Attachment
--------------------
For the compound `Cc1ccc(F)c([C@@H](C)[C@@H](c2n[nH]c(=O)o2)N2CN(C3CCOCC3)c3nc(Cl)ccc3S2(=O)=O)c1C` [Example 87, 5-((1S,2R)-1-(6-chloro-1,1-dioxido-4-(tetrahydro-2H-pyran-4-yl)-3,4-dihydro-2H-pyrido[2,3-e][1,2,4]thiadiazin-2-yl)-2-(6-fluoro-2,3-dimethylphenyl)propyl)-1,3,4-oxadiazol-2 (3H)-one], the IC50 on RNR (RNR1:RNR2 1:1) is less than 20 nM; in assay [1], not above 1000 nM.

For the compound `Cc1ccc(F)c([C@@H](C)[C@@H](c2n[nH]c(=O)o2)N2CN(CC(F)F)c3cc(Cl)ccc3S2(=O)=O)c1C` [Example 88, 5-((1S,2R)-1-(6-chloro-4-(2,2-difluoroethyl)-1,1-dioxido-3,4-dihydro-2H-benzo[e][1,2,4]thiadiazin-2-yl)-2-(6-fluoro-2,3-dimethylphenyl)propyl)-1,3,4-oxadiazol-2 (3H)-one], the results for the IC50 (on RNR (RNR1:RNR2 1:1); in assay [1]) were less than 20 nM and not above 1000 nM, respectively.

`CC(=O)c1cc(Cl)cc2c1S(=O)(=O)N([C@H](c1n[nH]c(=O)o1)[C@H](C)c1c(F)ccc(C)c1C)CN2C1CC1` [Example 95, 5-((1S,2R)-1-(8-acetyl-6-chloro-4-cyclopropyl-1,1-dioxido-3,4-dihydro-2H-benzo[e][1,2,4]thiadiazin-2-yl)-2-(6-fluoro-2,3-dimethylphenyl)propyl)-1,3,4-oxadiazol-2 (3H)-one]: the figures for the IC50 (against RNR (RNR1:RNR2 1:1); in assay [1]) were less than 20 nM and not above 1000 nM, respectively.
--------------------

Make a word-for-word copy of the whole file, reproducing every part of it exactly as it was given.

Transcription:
For the compound `Cc1ccc(F)c([C@@H](C)[C@@H](c2n[nH]c(=O)o2)N2CN(C3CCOCC3)c3nc(Cl)ccc3S2(=O)=O)c1C` [Example 87, 5-((1S,2R)-1-(6-chloro-1,1-dioxido-4-(tetrahydro-2H-pyran-4-yl)-3,4-dihydro-2H-pyrido[2,3-e][1,2,4]thiadiazin-2-yl)-2-(6-fluoro-2,3-dimethylphenyl)propyl)-1,3,4-oxadiazol-2 (3H)-one], the IC50 on RNR (RNR1:RNR2 1:1) is less than 20 nM; in assay [1], not above 1000 nM.

For the compound `Cc1ccc(F)c([C@@H](C)[C@@H](c2n[nH]c(=O)o2)N2CN(CC(F)F)c3cc(Cl)ccc3S2(=O)=O)c1C` [Example 88, 5-((1S,2R)-1-(6-chloro-4-(2,2-difluoroethyl)-1,1-dioxido-3,4-dihydro-2H-benzo[e][1,2,4]thiadiazin-2-yl)-2-(6-fluoro-2,3-dimethylphenyl)propyl)-1,3,4-oxadiazol-2 (3H)-one], the results for the IC50 (on RNR (RNR1:RNR2 1:1); in assay [1]) were less than 20 nM and not above 1000 nM, respectively.

`CC(=O)c1cc(Cl)cc2c1S(=O)(=O)N([C@H](c1n[nH]c(=O)o1)[C@H](C)c1c(F)ccc(C)c1C)CN2C1CC1` [Example 95, 5-((1S,2R)-1-(8-acetyl-6-chloro-4-cyclopropyl-1,1-dioxido-3,4-dihydro-2H-benzo[e][1,2,4]thiadiazin-2-yl)-2-(6-fluoro-2,3-dimethylphenyl)propyl)-1,3,4-oxadiazol-2 (3H)-one]: the figures for the IC50 (against RNR (RNR1:RNR2 1:1); in assay [1]) were less than 20 nM and not above 1000 nM, respectively.